But the more fundamental point is that the policy that Furchtgott-Roth complains about does not in fact exist. She is upset about an insourcing policy that gives preference to the public sector over private contractors.
However, that is not the policy in place. The policy only gives preference to the public sector in cases where the work in question has an inherently governmental character (think of interrogating prisoners) or there had been a past history of abuse by private contractors (think of Halliburton).
The simple fact is that the role of private contractors in the federal government has exploded in the past decade. The real value of private contracts increased by more than 50 percent between 2000 and 2009. Many of these contracts have been associated with serious abuses. It is understandable that the recipients of these contracts would be concerned if some of this business ended up back in the public sector, but it is hard to see why the rest of us would be.
We might not expect the Washington Examiner to be "fair and balanced," but it would be nice if it stuck a little closer to the truth.
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Dan Balz gave Washington Post readers classic "he said, she said" reporting in his coverage in the debate in Nevada's Senate race. Balz reported that Sharon Angle, the Republican challenger, claimed that Social Security is facing a serious crisis. He then noted that: "Reid suggested that, with tiny fixes, the system would be good for the next four decades or beyond."

Actually, what Reid "suggested" is exactly what the projections from the Congressional Budget Office show as well as the projections from the Social Security trustees. The vast majority of Post readers don't have the time to investigate the truth of Reid's statement, Dan Balz does. He should have told readers that Senator Reid was right and Ms. Angle was wrong according to the standard projections used to evaluate this program.

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NPR made this mistake in its top of the hour news segment on Morning Edition. Both parties might say that current budget deficits will cause problems, but they cannot "acknowledge" something that is not true. (If NPR knows this to be true, then it should share this information with its listeners.)

Since the economy has vast amounts of unused resources there is no reason that current deficits would pose any problem. And, the Fed could in principle buy and hold the debt used to finance the deficit so it places no interest burden on future generations.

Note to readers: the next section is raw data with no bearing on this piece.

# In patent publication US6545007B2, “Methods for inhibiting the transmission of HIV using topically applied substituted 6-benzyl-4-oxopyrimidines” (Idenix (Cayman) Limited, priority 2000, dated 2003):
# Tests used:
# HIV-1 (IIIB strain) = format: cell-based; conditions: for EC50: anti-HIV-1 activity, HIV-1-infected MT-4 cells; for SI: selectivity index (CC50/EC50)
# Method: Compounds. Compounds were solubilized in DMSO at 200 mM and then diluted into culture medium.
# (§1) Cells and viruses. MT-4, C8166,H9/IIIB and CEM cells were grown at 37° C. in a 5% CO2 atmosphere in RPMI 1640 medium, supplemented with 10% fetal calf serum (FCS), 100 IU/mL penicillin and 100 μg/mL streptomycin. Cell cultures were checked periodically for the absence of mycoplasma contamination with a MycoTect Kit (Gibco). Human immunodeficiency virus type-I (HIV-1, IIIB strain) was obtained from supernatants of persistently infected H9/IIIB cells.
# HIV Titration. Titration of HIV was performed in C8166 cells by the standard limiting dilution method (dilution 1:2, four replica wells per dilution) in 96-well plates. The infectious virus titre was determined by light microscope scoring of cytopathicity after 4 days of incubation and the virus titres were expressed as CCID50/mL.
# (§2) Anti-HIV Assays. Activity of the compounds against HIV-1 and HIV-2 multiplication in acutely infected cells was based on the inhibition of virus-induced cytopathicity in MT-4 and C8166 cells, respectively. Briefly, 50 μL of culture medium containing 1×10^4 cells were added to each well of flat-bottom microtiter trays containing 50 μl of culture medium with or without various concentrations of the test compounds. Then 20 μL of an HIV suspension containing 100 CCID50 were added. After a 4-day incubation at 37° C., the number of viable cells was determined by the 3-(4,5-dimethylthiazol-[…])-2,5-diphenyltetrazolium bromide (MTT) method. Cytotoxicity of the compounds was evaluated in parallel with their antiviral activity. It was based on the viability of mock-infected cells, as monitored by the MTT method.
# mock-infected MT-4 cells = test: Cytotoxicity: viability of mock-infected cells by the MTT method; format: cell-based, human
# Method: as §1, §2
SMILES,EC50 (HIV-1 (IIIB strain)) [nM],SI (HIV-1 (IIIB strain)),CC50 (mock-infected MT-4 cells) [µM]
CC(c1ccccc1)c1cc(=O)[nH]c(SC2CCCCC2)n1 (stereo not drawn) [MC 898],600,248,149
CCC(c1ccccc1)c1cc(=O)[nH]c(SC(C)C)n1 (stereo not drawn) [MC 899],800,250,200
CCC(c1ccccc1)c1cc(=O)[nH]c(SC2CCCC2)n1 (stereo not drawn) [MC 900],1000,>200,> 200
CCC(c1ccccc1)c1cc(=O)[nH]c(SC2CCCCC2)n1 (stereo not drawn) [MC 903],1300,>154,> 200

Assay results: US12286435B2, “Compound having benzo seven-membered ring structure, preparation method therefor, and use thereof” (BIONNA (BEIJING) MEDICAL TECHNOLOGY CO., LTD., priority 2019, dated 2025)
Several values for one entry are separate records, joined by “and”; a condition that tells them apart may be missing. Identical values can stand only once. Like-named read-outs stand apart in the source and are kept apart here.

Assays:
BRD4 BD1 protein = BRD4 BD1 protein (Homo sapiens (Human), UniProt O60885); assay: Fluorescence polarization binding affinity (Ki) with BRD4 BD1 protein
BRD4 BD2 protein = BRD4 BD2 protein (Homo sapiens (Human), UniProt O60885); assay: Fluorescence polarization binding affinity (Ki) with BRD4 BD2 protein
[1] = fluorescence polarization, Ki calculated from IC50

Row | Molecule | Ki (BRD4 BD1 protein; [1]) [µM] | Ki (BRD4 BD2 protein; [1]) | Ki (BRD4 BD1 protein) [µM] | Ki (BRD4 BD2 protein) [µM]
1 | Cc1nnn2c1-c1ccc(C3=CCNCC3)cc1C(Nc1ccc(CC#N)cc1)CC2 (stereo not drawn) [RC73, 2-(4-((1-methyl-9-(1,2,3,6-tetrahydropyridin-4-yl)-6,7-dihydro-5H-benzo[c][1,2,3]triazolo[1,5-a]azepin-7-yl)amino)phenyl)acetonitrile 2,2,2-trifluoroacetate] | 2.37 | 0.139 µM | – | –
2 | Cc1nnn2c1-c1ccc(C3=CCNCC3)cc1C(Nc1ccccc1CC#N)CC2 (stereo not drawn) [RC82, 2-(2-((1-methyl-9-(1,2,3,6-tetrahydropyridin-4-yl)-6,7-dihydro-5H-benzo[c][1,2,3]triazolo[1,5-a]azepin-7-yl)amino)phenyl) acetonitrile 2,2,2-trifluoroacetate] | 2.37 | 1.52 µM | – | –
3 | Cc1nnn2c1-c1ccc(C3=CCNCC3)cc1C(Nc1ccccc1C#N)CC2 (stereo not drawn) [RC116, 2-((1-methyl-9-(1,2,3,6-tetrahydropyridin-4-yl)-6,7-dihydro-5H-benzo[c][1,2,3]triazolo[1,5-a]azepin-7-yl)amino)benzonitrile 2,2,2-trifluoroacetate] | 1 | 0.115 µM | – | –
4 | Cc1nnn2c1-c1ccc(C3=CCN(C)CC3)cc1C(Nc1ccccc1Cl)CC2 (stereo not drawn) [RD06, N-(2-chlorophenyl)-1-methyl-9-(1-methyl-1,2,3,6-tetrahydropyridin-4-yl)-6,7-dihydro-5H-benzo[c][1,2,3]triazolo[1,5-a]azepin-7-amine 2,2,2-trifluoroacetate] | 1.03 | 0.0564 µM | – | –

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We aren't supposed to use the word "lie" in Washington, probably because the practice is so common, but let's just use normal English for a moment. NYT Roger Cohen devotes his column to a tirade against the French for their opposition to raising the retirement age. This opposition has taken the form of a general strike that has seriously disrupted the economy.

Cohen is a huge proponent of the increase -- he calls it a "no-brainer." This is fine, he is a columnist and this is his opinion. But how about getting the basic facts right? The headline and discussion in the article focus on a raise in the retirement age from 60 to 62. Cohen argues that this is necessary because life expectancy has risen 15 years since 1950.

Age 60 is not in fact the age for getting full retirement benefits in the French Social Security system. It is age 65. Age 60 is an early retirement age at which it is possible to retire with reduced benefits. It is comparable to the age 62 early retirement age in the U.S. system. Cohen is not alone in failing to make this point clear, but he certainly does raise this distortion of the debate to a higher level.

The 15 year increase in life expectancy is also deceptive. The implication is that the French expect to be retired on average for 15 years more than in 1950. Actually, much of the increase is due to reduced infant mortality rates. This does not directly affect the arithmetic of the retirement system. Much of the increase is due to more people living until retirement. This improves the finances of the retirement system. Only a portion of the increase is due to people living longer post retirement. (I don't have the breakdown for France, but here's the U.S. story.)

Cohen also includes the bizarre assertion that France has to raise its retirement age because "the Chinese don’t get the notion of retirement." Unfortunately this sort of junk is often used in arguments for cutting wages and benefits for ordinary people.

Is Roger Cohen a Neanderthal protectionist? Does trade make the world poorer? That is not standard economic theory. If it would have been possible for people to enjoy early retirement benefits in France at age 60 without trade with China, then it should be even more possible now that the French have the benefit of low-cost goods made in China.

Unfortunately Cohen's misrepresentations (we're being polite again) are the norm in this debate. Billionaire investment banker Peter Peterson routinely goes around saying that there is no Social Security trust fund. This blatant untruth should put Peterson on the top pedestal of the Economics Flat Earth Society. Instead, he is treated reverentially in elite DC circles and even wins himself invitations to the White House.